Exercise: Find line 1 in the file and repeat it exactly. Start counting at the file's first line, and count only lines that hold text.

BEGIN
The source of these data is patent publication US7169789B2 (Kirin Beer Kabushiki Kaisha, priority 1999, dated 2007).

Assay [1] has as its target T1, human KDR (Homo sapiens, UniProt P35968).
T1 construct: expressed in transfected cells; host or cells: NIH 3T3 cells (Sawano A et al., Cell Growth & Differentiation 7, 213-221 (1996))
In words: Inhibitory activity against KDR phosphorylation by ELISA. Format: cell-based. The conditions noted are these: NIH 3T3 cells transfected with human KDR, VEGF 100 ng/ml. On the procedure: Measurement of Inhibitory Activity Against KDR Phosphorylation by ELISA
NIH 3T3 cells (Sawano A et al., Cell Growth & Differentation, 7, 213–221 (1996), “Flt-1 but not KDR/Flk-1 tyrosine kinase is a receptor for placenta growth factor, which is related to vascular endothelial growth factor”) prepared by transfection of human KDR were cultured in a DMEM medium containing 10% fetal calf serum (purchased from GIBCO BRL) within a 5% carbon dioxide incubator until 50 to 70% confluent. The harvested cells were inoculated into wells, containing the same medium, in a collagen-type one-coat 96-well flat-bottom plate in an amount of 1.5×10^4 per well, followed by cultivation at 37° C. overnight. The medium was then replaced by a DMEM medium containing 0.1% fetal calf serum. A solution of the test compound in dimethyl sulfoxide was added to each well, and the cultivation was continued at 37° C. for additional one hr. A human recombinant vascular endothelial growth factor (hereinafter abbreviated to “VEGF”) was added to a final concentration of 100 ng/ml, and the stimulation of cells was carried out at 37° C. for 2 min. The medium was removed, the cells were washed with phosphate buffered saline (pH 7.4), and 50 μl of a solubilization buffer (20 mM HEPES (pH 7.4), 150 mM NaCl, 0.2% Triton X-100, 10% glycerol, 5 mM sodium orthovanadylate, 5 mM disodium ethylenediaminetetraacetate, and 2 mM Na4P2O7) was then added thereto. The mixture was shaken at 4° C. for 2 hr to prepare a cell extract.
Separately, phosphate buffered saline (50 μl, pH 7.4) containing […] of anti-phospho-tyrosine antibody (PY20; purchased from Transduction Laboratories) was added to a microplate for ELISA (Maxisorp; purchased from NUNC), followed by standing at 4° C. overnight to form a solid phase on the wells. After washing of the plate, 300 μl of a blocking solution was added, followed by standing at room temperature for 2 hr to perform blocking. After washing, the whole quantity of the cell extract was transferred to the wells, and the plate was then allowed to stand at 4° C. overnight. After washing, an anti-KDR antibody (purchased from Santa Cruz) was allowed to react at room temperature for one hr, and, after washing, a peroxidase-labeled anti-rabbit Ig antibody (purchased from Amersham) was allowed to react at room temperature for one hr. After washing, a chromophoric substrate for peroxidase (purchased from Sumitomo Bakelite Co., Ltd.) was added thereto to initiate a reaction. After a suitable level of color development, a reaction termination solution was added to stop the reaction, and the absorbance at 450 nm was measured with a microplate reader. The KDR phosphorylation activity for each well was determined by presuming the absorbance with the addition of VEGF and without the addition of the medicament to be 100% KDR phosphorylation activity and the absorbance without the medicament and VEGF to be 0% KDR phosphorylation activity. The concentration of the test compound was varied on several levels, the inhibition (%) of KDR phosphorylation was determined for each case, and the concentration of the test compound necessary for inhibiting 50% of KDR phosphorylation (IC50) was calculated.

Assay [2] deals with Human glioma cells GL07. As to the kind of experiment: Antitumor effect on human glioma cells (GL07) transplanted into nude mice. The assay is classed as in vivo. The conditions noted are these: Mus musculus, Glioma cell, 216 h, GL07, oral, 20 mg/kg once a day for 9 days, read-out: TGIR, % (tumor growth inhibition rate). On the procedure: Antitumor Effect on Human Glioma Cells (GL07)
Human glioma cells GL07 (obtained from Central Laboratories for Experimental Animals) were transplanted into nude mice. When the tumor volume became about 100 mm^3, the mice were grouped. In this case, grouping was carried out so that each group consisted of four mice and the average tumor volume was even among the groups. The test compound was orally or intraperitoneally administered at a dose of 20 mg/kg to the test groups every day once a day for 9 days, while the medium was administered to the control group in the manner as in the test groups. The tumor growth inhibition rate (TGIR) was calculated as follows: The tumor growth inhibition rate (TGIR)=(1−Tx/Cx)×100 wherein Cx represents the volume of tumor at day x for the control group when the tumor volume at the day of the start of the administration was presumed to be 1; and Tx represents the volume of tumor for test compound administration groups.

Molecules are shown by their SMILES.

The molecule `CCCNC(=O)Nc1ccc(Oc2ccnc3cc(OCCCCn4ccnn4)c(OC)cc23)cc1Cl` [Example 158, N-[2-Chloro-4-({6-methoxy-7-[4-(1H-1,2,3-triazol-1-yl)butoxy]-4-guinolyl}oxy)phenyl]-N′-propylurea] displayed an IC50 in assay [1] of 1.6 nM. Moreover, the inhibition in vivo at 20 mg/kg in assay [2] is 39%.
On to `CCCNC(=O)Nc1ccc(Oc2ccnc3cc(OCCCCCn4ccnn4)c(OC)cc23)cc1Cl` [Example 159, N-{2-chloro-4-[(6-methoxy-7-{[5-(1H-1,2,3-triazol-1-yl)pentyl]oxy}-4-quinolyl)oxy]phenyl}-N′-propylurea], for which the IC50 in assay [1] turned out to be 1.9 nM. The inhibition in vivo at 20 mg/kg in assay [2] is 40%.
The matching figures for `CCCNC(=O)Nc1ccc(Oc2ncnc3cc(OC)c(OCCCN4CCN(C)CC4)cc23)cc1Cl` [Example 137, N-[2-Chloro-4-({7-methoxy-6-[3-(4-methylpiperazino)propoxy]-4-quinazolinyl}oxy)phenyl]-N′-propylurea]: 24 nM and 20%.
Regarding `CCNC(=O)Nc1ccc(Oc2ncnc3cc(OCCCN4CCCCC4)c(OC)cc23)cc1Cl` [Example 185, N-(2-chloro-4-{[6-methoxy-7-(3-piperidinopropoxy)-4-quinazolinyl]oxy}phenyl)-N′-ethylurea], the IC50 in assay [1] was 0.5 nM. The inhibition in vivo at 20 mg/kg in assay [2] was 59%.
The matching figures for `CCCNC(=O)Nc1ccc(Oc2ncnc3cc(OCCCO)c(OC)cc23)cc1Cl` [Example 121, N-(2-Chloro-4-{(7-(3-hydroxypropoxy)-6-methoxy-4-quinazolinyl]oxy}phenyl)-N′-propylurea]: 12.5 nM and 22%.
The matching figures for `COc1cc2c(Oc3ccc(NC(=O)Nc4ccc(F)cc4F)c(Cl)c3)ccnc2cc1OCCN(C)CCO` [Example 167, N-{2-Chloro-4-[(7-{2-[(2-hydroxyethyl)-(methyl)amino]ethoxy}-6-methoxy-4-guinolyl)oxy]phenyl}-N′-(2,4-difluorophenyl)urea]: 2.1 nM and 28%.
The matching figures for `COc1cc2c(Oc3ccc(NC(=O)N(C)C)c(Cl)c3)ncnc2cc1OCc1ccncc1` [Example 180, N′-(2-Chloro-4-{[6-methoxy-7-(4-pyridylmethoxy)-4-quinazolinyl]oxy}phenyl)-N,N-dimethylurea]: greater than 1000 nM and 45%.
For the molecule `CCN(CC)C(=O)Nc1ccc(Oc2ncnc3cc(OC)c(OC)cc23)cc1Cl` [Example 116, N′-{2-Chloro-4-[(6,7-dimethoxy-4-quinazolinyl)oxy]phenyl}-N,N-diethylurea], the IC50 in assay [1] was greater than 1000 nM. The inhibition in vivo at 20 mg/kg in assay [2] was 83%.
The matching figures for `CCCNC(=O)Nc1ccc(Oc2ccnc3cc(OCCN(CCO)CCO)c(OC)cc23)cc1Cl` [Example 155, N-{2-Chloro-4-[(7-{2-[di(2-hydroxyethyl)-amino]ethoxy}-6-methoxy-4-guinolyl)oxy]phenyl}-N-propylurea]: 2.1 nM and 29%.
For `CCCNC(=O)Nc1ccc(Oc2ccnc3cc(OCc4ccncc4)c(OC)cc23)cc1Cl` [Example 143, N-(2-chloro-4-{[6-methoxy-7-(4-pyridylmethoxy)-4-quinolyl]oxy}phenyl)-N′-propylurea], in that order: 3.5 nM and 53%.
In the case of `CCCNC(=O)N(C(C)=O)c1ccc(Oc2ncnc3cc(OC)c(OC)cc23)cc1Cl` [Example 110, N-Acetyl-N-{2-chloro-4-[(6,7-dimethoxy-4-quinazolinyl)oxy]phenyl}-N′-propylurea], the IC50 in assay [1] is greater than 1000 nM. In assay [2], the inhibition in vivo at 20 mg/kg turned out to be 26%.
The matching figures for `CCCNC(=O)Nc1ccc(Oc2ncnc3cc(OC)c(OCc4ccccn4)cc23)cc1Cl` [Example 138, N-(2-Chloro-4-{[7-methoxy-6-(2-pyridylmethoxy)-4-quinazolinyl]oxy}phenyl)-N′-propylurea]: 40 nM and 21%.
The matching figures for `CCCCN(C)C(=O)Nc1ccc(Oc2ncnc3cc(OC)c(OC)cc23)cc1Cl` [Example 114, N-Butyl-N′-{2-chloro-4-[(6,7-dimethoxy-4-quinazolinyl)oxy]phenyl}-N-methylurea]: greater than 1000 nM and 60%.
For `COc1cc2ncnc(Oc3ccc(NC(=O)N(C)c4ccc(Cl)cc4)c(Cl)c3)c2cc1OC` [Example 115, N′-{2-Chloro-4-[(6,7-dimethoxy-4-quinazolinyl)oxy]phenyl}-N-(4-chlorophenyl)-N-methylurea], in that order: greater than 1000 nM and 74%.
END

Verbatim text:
The source of these data is patent publication US7169789B2 (Kirin Beer Kabushiki Kaisha, priority 1999, dated 2007).